(676) Alseonax ruficaudus.
The Rufous-tailed Flycatcher.
Muscicapa ruficauda Swains., Nat. Lib., x, p. 251 (1838) (India, restricted to Kashmir). Alseonax ruficaudus. Blanf. & Oates, ii, p. 36.
Vernacular names. None recorded.
Description. Whole upper plumage, sides of neck and wing-coverts dull olive-brown ; greater coverts, primary coverts and wine-quills dark brown edged with rufescent olive-yellow: tail-coverts and tail chestnut, browner at the end; lores and a ring round the eye white; ear-coverts ashy-brown with pale shaft-stripes ; below pale ashy-brown ; almost white on vent, centre of abdomen and under tail-coverts.
Colours of soft parts. Iris dark brown; upper mandible pale brown, lower mandible fleshy ; legs and feet purplish brown.
Measurements. Total length about 130 mm.; wing 72 to 81 mm.; tail 58 to 64 mm.; tarsus about 15 mm.; culmen 11 to 12 mm.
Young. Brown above spotted with fulvous, more streaky on the head; below pale ashy-brown mottled with dark brown. The feathers of the back hare dark margins.
Distribution. N. W. Himalayas from Baluchistan, Afghanistan and Gilgit to the Simla Hills and Garhwal. In Winter it wanders far and is found all over North-West and Western India to Travancore. To the East it has been recorded from Raipur, and I twice obtained specimens of this species, both males, in the North Cachar Hills.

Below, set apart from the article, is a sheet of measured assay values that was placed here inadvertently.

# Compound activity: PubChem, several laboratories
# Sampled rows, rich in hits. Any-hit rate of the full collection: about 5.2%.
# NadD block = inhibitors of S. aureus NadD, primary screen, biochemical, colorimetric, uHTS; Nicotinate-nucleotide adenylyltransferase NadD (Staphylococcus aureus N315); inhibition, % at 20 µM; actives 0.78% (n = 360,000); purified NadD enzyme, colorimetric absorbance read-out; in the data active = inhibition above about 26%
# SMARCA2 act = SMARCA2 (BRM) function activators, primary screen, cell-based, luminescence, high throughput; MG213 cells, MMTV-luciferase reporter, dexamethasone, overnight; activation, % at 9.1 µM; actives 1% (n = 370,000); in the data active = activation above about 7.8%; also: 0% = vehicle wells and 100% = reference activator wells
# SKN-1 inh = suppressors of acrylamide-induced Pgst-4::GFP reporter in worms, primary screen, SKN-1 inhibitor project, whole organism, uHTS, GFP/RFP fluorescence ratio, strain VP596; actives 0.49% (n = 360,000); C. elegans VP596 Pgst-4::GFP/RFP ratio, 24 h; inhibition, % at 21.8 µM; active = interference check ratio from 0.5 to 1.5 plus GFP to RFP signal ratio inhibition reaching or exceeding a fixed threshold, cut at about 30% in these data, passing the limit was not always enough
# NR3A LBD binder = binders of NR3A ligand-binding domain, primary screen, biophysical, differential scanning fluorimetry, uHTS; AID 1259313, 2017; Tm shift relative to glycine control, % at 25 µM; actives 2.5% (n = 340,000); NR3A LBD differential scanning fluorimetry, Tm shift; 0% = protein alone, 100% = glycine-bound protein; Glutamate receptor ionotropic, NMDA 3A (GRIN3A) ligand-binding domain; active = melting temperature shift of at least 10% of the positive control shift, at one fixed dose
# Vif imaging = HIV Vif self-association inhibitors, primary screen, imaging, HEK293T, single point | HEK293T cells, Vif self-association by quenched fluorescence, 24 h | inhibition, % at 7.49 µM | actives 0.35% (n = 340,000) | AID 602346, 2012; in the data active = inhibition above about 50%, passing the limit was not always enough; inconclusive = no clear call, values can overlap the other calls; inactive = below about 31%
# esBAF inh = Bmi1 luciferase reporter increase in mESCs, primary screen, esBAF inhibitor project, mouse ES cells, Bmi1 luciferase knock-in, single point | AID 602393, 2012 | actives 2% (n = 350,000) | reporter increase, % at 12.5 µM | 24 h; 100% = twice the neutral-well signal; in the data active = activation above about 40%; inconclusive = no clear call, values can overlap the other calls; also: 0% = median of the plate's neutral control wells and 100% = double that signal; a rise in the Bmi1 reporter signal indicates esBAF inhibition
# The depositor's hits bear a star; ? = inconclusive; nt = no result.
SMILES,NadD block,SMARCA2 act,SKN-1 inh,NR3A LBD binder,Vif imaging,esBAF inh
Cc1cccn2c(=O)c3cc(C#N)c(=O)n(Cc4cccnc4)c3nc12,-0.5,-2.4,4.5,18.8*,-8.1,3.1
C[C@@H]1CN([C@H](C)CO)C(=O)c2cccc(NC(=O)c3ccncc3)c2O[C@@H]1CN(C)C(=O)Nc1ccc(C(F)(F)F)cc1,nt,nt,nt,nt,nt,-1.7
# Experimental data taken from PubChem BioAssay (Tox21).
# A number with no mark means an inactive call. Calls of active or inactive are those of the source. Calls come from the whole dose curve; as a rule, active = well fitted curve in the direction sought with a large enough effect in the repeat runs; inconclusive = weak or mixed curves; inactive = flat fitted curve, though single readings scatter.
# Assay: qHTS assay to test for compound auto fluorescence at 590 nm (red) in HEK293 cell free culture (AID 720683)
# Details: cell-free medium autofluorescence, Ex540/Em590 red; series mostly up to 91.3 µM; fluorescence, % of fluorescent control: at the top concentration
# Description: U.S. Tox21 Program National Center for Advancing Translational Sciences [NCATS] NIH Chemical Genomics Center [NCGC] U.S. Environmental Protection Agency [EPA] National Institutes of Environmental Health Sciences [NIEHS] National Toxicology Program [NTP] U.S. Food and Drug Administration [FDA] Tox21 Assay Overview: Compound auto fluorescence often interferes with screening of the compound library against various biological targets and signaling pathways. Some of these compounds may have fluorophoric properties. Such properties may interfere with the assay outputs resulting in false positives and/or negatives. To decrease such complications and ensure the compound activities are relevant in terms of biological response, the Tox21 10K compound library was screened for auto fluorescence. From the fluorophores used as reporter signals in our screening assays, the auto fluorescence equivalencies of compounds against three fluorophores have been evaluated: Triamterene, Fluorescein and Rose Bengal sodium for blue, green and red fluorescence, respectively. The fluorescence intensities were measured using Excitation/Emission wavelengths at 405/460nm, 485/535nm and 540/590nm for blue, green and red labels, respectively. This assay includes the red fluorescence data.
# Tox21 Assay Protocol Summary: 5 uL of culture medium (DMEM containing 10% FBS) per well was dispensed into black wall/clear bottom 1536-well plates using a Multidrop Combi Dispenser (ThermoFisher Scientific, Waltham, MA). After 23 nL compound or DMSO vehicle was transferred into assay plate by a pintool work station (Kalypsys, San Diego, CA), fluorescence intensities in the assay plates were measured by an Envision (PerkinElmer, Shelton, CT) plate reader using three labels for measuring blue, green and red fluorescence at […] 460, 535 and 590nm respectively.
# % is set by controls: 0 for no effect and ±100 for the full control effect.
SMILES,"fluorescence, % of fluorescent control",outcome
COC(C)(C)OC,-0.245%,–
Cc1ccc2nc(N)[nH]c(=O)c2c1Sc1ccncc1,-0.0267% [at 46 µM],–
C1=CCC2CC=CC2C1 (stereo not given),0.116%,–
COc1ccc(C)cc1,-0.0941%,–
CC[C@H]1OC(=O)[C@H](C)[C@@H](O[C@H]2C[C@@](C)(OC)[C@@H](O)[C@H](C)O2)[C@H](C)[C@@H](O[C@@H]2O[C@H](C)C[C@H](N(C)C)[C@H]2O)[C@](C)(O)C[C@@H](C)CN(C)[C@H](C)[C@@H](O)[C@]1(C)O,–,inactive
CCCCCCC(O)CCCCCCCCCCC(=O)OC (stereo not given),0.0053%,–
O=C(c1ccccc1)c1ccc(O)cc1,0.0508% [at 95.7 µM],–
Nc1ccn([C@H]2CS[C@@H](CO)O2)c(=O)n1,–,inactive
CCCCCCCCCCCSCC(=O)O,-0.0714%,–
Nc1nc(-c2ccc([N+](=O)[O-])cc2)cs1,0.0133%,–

Nidification. The Rufous-tailed Flycatcher breeds very commonly between 7.000 and 10,000 ft. in Kashmir during the end of May and June, making a compact, well-built, cup-shaped nest of moss and lichen, lined with hair or feathers, or with both, placed on a branch of a pine or other tree some five to fifteen feet from the ground. The eggs number three or four and in colour are a very pale sea-green or olive-green profusely freckled all over with reddish ; many eggs appear to be a uniform reddish olive or olive-green but in some the freckles form a cap at the larger end. Forty eggs average 17.2 x 12.8 mm.: maxima 19.1 X 13.5 and 18.0 x 13.6 mm.; minima 15.6 x 12.9 and 15.7 x 12.1 mm.
Habits. This is a shy retiring Flycatcher, keeping almost entirely to forested country. It seems to have no song worthy of the name, its principal note being a call-note of a single syllable followed by a low vibratory sound. It is very restless and active and keeps rather high up in the trees when feeding, making its sallies from a branch at some height and seldom, if ever, descending to the ground. According to Mr. Osmaston, it has a Chat-like habit of flicking its wings and bobbing forward.